Research into the link between regular handset use and disease reveals the risks rise significantly after 10 years, despite official assurances that they are safe. Using a mobile phone for more than 10 years increases the risk of getting brain cancer, according to the most comprehensive study of the risks yet published.
The study – which contradicts official pronouncements that there is no danger of getting the disease – found that people who have had the phones for a decade or more are twice as likely to get a malignant tumour on the side of the brain where they hold the handset.
The scientists who conducted the research say using a mobile for just an hour every working day during that period is enough to increase the risk – and that the international standard used to protect users from the radiation emitted is "not safe" and "needs to be revised".
They conclude that "caution is needed in the use of mobile phones" and believe children, who are especially vulnerable, should be discouraged from using them at all.
The study, published in the latest issue of the peer-reviewed journal Occupational Environmental Medicine, is important because it pulls together research on people who have used the phones for long enough to contract the disease.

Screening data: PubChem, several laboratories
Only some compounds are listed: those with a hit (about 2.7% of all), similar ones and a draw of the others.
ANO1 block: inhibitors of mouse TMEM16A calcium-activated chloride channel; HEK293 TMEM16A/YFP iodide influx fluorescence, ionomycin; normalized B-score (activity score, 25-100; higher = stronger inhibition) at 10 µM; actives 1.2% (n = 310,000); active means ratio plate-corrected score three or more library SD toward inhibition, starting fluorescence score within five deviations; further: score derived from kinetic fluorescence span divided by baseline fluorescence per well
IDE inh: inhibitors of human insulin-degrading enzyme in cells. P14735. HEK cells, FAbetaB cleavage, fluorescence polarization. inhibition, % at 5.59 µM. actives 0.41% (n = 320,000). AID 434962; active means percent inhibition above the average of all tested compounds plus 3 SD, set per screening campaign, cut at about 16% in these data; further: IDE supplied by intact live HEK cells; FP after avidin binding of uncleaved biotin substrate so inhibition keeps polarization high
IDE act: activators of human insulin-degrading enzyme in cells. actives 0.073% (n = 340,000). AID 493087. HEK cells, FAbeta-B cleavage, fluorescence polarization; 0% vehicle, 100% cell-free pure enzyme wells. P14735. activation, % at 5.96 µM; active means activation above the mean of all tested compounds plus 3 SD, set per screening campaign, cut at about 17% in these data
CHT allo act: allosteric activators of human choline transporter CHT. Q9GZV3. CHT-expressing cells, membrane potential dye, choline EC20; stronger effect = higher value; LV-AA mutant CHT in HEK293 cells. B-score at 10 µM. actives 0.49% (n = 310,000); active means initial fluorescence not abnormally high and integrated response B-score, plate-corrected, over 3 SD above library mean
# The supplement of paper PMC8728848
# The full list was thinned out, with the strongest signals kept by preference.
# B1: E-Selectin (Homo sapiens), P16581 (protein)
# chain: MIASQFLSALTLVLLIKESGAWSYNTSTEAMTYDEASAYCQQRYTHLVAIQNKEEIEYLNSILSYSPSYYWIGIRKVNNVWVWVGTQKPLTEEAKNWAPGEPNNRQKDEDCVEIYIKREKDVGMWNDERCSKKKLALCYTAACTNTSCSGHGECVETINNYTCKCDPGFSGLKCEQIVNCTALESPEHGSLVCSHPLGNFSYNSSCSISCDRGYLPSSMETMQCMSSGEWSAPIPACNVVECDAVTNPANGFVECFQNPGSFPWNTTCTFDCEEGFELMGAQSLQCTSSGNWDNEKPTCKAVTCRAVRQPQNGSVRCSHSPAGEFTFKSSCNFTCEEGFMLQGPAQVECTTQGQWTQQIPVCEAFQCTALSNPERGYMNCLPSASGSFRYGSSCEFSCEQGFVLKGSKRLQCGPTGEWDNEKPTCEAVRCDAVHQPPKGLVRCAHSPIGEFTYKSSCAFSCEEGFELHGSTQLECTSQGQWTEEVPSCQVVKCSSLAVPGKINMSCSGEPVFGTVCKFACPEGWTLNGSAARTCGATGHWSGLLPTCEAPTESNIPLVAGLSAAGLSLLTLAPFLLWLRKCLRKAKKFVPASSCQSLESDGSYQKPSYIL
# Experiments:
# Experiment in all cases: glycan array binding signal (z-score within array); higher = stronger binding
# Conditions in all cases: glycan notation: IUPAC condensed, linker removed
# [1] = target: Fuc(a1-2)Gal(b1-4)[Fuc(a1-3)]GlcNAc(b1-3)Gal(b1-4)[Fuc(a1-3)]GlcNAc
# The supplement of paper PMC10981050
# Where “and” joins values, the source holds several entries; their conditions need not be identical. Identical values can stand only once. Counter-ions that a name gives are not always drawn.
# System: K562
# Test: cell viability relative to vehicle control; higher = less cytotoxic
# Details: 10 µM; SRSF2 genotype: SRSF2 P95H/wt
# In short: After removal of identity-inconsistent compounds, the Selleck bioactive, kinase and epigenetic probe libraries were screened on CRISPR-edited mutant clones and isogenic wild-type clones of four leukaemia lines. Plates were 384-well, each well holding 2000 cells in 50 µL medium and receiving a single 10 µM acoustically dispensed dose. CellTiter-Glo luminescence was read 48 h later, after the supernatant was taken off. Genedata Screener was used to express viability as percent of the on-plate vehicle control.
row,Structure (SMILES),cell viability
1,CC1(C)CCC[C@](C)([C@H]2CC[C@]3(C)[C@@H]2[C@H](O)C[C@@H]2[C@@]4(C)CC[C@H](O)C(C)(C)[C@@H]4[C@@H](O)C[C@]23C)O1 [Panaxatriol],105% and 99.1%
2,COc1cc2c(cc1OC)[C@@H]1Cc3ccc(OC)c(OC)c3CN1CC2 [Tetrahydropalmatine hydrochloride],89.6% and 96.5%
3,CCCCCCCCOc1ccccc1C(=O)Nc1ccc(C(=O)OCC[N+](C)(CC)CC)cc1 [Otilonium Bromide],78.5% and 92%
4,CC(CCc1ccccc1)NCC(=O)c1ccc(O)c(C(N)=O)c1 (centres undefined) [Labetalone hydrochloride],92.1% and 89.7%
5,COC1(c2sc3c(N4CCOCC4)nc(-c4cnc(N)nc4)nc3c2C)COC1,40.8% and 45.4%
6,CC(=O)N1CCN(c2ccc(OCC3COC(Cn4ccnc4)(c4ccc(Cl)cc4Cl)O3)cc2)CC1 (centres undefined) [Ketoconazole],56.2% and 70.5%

Cancers take at least 10 years – and normally much longer – to develop but, as mobile phones have spread so recently and rapidly, relatively few people have been using them that long.
Official assurances that the phones are safe have been based on research that has, at best, included only a few people who have been exposed to the radiation for long enough to get the disease, and are therefore of little or no value in assessing the real risk.
Last month, Britain's largest investigation into the health risks of the technology, the £8.8m Mobile Telecommunications and Health Research (MTHR) programme – funded by "government and industry sources" – reported that "mobile phones have not been found to be associated with any biological or adverse health effects".
But its chairman, Professor Lawrie Challis, admitted that only a small proportion of the research had covered people who had used the phones for more than a decade. He warned: "We cannot rule out the possibility at this stage that cancer could appear in a few years' time."
Source - Independent